MONTREAL — The company behind the proposed Energy East Pipeline ramped up its Quebec charm offensive on Wednesday, announcing a deal to create more than 120 jobs if the project proceeds.
TransCanada is hoping it can woo Quebecers to get on side with the multibillion-dollar pipeline after it signed an agreement with power equipment manufacturer ABB Canada to build 22 electrical houses in the Montreal region.
But Energy East will be a tough sell in Quebec. Montreal Mayor Denis Coderre along with more than 80 other municipal leaders recently rejected the pipeline over environmental concerns, accusing TransCanada of arrogance.
John Soini, the new president of Energy East, made sure to deliver the majority of his announcement in French, despite difficulty speaking the language.
His presence Wednesday was part of what the company calls its "new approach'' towards convincing Quebecers that the $15.7-billion pipeline project is in the province's best economic interests and that TransCanada cares about citizens' concerns.
"For me, it's all about listening,'' Soini said, adding that Quebecers should expect to see him more often. "It's all about being in the community. I'm happy to be here and to spend time here. I'm not a big-city guy. I'm not a stuffed suit.''
TransCanada CEO Russ Girling. (Canadian Press photo)
TransCanada plans to build a pipeline from Alberta's oilsands that would wind its way through Montreal and ending in Saint John, N.B.
The project would ship 1.1 million barrels of oil a day and allow Alberta's crude — which is currently landlocked — to be exported to international markets other than the United States.
While Coderre has voiced his concerns with Energy East, he has also signalled he is open to changing his mind if TransCanada ""does its homework.''
Soini said the agreement announced Wednesday, which would create 120 temporary jobs, is contingent on Energy East getting sanctioned. The deal with ABB Canada — a division of ABB Group in Switzerland — is also expected to create another 90 spinoff jobs outside of the Montreal area, TransCanada said.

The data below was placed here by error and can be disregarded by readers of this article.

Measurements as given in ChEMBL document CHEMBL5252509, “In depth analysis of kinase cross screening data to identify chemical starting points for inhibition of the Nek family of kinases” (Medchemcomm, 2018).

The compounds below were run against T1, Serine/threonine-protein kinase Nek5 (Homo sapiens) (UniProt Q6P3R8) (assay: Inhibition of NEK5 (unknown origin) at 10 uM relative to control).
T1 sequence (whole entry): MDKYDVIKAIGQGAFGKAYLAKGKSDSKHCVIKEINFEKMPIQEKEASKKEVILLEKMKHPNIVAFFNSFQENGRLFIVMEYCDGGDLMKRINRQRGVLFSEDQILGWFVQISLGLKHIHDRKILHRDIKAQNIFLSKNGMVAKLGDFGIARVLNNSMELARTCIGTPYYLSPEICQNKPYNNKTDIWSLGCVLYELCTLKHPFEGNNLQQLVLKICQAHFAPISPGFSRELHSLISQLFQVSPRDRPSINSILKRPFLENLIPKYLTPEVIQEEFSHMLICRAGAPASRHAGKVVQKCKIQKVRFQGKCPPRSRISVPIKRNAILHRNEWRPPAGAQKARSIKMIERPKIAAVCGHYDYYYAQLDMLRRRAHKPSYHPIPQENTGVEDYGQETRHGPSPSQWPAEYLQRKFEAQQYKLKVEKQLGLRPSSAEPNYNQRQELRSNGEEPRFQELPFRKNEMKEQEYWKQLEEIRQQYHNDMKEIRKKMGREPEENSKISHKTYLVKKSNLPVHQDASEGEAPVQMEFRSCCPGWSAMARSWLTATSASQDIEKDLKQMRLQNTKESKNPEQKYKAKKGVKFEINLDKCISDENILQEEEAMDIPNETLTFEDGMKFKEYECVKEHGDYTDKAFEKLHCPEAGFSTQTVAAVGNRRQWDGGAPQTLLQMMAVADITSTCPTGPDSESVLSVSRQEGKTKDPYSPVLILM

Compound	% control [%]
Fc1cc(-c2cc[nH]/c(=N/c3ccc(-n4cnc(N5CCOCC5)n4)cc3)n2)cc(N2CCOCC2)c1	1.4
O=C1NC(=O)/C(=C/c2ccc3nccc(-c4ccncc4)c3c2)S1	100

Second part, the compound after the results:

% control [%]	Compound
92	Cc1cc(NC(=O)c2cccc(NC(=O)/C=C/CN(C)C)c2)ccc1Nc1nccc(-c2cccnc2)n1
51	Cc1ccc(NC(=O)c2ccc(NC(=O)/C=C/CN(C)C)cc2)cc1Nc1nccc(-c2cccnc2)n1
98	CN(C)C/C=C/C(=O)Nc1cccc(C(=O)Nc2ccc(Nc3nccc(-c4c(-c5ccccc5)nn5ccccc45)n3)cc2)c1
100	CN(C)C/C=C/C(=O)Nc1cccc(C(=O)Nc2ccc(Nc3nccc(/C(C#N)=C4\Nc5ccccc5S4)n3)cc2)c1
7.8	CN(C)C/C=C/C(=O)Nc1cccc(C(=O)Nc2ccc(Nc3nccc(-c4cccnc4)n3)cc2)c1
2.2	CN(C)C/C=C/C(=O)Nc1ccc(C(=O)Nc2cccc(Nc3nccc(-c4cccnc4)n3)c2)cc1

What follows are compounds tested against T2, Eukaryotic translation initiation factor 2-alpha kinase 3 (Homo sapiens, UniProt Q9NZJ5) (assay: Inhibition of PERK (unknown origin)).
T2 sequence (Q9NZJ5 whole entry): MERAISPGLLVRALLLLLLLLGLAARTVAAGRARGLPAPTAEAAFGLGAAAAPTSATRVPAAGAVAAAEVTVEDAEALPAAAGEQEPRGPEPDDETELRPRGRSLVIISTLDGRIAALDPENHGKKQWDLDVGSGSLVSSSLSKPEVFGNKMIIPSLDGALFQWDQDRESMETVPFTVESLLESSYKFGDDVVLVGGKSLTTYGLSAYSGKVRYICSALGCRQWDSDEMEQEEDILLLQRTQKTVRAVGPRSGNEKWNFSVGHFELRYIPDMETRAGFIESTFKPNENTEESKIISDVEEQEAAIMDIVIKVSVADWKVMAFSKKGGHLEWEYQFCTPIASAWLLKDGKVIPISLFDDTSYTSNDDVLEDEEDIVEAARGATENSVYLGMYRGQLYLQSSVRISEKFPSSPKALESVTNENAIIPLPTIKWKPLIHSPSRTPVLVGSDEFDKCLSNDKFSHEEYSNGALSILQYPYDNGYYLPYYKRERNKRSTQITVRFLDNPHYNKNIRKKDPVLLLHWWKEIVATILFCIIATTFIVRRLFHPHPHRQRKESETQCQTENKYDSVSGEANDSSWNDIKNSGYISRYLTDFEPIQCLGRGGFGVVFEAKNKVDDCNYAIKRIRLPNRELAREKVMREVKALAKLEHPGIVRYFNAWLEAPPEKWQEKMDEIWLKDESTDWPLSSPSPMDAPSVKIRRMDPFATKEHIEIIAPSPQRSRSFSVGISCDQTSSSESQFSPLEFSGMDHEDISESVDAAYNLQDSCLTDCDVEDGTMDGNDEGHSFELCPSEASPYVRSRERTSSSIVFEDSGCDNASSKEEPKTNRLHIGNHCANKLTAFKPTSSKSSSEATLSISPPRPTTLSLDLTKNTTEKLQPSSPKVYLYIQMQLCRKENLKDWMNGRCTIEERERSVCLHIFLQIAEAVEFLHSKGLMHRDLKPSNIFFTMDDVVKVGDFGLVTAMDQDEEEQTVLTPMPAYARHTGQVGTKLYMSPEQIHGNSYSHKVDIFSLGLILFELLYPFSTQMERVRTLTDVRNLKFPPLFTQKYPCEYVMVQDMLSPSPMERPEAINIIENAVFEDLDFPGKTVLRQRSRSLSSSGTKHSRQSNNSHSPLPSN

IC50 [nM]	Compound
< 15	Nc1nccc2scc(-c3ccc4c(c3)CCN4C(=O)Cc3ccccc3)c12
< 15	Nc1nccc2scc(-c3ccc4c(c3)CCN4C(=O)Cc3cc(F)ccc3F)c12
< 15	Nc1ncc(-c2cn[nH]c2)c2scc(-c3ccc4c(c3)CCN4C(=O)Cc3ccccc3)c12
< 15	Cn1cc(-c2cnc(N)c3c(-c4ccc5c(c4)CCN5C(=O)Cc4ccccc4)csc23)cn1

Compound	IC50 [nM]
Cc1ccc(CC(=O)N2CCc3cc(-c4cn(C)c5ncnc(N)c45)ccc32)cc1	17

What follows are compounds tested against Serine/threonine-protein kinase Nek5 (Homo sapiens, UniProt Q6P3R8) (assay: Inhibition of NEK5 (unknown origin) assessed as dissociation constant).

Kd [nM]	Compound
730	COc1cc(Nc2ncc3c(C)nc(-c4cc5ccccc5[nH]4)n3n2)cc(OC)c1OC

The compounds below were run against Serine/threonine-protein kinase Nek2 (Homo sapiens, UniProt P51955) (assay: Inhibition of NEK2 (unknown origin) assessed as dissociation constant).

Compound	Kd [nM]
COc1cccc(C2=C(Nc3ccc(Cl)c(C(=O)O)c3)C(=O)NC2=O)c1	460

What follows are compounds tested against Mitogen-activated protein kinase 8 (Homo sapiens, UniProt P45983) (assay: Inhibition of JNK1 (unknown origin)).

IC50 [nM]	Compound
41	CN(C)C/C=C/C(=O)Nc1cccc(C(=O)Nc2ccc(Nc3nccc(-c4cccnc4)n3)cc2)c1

The electrical houses that would be built under the deal are prefabricated structures that contain electrical and automation equipment for powering pump stations along the pipeline.
Getting the green light for Energy East will likely take more than promises of temporary jobs, however.
Environmental activists continue to push governments to stop further development of the oilsands. They argue that any new pipeline will increase global oil supply and therefore increase greenhouse gas emissions.
Jeff Gaulin of the Canadian Association of Petroleum Producers, who attended Wednesday's announcement, said world oil demand will increase for some time and pipelines have been proven to be the safest way of transporting it.
"You're never going to win an argument with someone who says, 'No more oil,' and politicians who take that view are unlikely to ever support a pipeline,'' Gaulin said.
Louis Bergeron, Energy East's vice-president for New Brunswick and Quebec, said he appreciates that in order to have this project accepted TransCanada needs to show Quebecers there is more in it for them.
"Coderre mentioned several times that we have to do our homework,'' Bergeron said. "So I think today what we're saying is that we are doing it. We have a lot more coming up and it's my job to make sure we satisfy this principle that the Quebec government requested for us to maximize the economic benefits of this project.''